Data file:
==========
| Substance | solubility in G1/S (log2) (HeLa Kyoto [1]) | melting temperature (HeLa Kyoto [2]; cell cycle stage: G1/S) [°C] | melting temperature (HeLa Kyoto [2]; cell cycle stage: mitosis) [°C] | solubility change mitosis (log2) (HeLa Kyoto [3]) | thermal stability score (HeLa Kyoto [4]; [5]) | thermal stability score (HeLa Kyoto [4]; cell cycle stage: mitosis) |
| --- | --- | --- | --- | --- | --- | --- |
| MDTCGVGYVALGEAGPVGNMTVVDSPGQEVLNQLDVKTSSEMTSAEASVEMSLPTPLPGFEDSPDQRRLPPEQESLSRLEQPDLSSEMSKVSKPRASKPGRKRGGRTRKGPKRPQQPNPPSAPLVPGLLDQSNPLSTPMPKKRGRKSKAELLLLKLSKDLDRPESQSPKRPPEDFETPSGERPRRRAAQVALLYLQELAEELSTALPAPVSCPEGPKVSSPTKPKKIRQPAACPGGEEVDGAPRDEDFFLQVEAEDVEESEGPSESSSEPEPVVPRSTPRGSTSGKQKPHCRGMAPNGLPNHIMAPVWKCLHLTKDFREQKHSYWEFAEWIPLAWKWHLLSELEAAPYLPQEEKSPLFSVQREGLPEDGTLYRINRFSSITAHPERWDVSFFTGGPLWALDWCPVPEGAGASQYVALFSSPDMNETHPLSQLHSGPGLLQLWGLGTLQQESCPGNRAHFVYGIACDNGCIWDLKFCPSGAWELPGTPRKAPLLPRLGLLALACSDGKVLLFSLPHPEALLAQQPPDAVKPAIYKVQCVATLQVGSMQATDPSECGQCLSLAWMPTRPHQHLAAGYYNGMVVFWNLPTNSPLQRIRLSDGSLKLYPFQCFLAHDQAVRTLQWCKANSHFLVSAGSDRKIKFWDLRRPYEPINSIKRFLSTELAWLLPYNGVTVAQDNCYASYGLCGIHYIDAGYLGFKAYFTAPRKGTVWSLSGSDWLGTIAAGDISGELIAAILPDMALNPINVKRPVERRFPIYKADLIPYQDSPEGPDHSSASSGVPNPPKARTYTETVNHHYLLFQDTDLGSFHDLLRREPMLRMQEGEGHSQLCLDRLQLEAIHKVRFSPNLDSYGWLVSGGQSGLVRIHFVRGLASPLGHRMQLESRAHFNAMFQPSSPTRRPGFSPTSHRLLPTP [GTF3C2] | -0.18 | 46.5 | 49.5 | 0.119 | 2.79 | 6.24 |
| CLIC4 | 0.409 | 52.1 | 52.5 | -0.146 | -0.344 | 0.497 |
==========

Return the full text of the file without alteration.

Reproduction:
| Substance | solubility in G1/S (log2) (HeLa Kyoto [1]) | melting temperature (HeLa Kyoto [2]; cell cycle stage: G1/S) [°C] | melting temperature (HeLa Kyoto [2]; cell cycle stage: mitosis) [°C] | solubility change mitosis (log2) (HeLa Kyoto [3]) | thermal stability score (HeLa Kyoto [4]; [5]) | thermal stability score (HeLa Kyoto [4]; cell cycle stage: mitosis) |
| --- | --- | --- | --- | --- | --- | --- |
| MDTCGVGYVALGEAGPVGNMTVVDSPGQEVLNQLDVKTSSEMTSAEASVEMSLPTPLPGFEDSPDQRRLPPEQESLSRLEQPDLSSEMSKVSKPRASKPGRKRGGRTRKGPKRPQQPNPPSAPLVPGLLDQSNPLSTPMPKKRGRKSKAELLLLKLSKDLDRPESQSPKRPPEDFETPSGERPRRRAAQVALLYLQELAEELSTALPAPVSCPEGPKVSSPTKPKKIRQPAACPGGEEVDGAPRDEDFFLQVEAEDVEESEGPSESSSEPEPVVPRSTPRGSTSGKQKPHCRGMAPNGLPNHIMAPVWKCLHLTKDFREQKHSYWEFAEWIPLAWKWHLLSELEAAPYLPQEEKSPLFSVQREGLPEDGTLYRINRFSSITAHPERWDVSFFTGGPLWALDWCPVPEGAGASQYVALFSSPDMNETHPLSQLHSGPGLLQLWGLGTLQQESCPGNRAHFVYGIACDNGCIWDLKFCPSGAWELPGTPRKAPLLPRLGLLALACSDGKVLLFSLPHPEALLAQQPPDAVKPAIYKVQCVATLQVGSMQATDPSECGQCLSLAWMPTRPHQHLAAGYYNGMVVFWNLPTNSPLQRIRLSDGSLKLYPFQCFLAHDQAVRTLQWCKANSHFLVSAGSDRKIKFWDLRRPYEPINSIKRFLSTELAWLLPYNGVTVAQDNCYASYGLCGIHYIDAGYLGFKAYFTAPRKGTVWSLSGSDWLGTIAAGDISGELIAAILPDMALNPINVKRPVERRFPIYKADLIPYQDSPEGPDHSSASSGVPNPPKARTYTETVNHHYLLFQDTDLGSFHDLLRREPMLRMQEGEGHSQLCLDRLQLEAIHKVRFSPNLDSYGWLVSGGQSGLVRIHFVRGLASPLGHRMQLESRAHFNAMFQPSSPTRRPGFSPTSHRLLPTP [GTF3C2] | -0.18 | 46.5 | 49.5 | 0.119 | 2.79 | 6.24 |
| CLIC4 | 0.409 | 52.1 | 52.5 | -0.146 | -0.344 | 0.497 |